800 CE

World About A. D. 800.—The end of this century finds three great empires in Europe and eastern Asia: the Mohammedan or Saracenic Empire, the Eastern or Byzantine Empire, and the Frankish Empire of Charlemagne. The Mohammedan Empire had spread itself out to central Asia and to Spain, and had already passed the zenith of its greatness. The dynasty of the Ommiades of Damascus had given place to that of the Abassides in the east, though a branch from it had set up an independent Califate at Cordova, in Spain. The Abbaside Haroun-al-Rashid, whose praises are sung by eastern poets, had his capital at Bagdad, on the Tigris, a city which had been founded by his predecessor in 762.

Charlemagne had consolidated and extended the Frankish Empire, received the ambassadors sent from the court of Bagdad to salute him, and had been crowned by the Pope at Rome. Irene, the mother of the Byzantine emperor, Constantine VI., had conceived the bold plan of uniting the east and west of Europe in one great empire, by marrying the Frankish emperor, a scheme which was frustrated by her overthrow and her banishment to the Isle Lesbos in the Ægean Sea (802).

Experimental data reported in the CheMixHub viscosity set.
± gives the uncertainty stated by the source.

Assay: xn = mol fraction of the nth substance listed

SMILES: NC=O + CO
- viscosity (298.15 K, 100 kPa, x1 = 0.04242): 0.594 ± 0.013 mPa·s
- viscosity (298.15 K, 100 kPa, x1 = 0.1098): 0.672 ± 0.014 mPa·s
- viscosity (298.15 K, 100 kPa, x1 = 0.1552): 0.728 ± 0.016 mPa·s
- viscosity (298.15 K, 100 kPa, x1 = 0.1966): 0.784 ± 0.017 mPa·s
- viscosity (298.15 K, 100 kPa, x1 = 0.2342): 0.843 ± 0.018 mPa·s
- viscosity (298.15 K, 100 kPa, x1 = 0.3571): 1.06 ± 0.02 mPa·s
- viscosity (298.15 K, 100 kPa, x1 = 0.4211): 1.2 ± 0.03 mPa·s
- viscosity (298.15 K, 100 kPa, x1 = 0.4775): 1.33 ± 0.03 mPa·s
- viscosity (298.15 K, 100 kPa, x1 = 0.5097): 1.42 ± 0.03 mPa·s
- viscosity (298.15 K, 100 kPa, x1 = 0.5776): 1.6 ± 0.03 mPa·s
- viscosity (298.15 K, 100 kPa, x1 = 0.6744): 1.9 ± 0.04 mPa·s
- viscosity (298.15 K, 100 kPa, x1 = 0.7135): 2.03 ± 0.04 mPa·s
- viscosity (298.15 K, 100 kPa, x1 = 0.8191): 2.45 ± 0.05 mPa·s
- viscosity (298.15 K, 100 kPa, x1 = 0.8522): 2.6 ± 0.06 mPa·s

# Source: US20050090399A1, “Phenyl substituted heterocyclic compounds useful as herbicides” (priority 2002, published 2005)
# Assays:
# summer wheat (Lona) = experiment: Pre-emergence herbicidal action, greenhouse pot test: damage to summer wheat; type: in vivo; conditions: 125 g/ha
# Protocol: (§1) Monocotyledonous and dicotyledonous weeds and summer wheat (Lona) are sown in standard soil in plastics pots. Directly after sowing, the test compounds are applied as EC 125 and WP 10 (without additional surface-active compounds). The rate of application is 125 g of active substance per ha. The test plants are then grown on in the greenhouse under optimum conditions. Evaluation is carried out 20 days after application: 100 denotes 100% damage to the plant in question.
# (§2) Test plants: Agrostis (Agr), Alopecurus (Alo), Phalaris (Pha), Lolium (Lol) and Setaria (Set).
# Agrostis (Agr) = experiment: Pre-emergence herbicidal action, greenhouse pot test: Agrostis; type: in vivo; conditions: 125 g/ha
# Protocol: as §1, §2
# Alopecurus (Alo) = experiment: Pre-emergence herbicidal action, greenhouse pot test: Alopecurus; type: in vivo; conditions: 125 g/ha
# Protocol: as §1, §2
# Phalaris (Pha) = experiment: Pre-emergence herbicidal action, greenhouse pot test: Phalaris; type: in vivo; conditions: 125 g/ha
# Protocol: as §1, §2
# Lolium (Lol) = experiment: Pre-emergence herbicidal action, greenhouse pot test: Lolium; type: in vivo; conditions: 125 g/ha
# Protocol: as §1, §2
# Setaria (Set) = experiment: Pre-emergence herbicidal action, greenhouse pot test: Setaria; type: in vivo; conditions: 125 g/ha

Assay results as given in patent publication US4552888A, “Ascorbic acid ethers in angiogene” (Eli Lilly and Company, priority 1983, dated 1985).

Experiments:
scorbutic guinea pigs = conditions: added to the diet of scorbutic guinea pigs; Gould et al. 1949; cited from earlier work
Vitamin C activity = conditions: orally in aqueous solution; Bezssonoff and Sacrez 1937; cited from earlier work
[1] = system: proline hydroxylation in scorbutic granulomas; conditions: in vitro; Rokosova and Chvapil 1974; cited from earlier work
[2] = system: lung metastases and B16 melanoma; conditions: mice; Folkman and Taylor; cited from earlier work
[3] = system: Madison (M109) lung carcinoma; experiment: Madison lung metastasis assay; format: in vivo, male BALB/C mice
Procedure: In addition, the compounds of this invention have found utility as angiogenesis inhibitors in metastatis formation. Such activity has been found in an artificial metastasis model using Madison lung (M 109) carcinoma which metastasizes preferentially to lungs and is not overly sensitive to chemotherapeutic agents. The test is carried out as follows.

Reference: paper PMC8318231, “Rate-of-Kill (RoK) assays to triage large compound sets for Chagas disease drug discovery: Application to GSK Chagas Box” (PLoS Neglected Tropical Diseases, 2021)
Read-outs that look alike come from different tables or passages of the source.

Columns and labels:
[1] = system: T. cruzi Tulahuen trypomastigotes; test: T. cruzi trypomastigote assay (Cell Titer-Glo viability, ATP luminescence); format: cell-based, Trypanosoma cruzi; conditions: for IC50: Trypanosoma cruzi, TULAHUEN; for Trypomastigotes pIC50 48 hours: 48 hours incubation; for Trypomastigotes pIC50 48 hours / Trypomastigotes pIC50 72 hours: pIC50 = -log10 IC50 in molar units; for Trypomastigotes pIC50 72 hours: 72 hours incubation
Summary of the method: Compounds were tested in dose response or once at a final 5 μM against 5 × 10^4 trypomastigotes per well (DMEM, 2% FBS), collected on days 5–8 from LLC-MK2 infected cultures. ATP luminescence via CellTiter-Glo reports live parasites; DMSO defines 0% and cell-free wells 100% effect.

Britain, so far as occupied by the Angles and Saxons, was divided into seven (or eight) little kingdoms, known as the Saxon Heptarchy.

ABOUT A.D. 800